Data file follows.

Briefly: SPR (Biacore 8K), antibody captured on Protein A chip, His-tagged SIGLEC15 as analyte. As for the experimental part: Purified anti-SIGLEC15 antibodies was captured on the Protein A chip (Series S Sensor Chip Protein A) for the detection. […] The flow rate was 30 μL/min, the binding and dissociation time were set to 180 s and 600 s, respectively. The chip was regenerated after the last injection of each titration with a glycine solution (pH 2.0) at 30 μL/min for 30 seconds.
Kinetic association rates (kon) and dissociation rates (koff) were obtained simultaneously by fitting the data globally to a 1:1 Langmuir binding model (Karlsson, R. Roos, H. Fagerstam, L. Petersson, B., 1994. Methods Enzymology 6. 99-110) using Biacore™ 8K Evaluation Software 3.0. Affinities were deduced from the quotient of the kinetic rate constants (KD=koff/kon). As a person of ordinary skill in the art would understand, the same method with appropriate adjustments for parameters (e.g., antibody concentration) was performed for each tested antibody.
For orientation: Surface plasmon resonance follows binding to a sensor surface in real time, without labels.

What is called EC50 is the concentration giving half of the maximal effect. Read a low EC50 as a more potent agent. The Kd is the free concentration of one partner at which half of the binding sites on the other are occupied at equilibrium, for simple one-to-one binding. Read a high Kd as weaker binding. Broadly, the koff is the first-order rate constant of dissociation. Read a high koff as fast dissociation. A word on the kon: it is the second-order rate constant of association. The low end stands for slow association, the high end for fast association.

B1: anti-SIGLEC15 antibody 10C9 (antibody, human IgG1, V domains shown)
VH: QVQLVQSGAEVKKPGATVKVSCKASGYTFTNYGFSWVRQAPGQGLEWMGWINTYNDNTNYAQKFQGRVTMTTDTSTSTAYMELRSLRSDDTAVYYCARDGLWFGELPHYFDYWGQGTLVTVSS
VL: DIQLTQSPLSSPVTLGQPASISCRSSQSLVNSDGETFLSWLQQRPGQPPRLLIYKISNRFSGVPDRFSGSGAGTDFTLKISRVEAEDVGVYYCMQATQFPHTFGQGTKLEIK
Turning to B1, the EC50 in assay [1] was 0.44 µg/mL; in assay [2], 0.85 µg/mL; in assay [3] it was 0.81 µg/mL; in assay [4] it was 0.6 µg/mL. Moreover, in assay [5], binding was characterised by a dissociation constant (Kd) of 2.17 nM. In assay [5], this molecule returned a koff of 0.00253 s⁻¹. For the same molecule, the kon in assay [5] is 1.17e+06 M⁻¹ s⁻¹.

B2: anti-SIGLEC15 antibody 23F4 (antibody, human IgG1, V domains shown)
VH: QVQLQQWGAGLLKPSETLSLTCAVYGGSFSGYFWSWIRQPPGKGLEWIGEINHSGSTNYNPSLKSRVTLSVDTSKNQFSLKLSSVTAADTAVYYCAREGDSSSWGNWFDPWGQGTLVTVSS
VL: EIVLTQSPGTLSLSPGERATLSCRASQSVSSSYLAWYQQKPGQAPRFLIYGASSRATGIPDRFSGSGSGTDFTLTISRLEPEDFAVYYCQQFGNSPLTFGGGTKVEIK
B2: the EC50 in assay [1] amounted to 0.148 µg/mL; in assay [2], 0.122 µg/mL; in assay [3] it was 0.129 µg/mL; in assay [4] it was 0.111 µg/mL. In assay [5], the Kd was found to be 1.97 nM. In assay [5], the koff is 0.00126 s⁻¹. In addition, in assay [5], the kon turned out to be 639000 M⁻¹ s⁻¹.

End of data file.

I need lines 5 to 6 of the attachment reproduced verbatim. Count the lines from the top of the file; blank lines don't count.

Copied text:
B1: anti-SIGLEC15 antibody 10C9 (antibody, human IgG1, V domains shown)
VH: QVQLVQSGAEVKKPGATVKVSCKASGYTFTNYGFSWVRQAPGQGLEWMGWINTYNDNTNYAQKFQGRVTMTTDTSTSTAYMELRSLRSDDTAVYYCARDGLWFGELPHYFDYWGQGTLVTVSS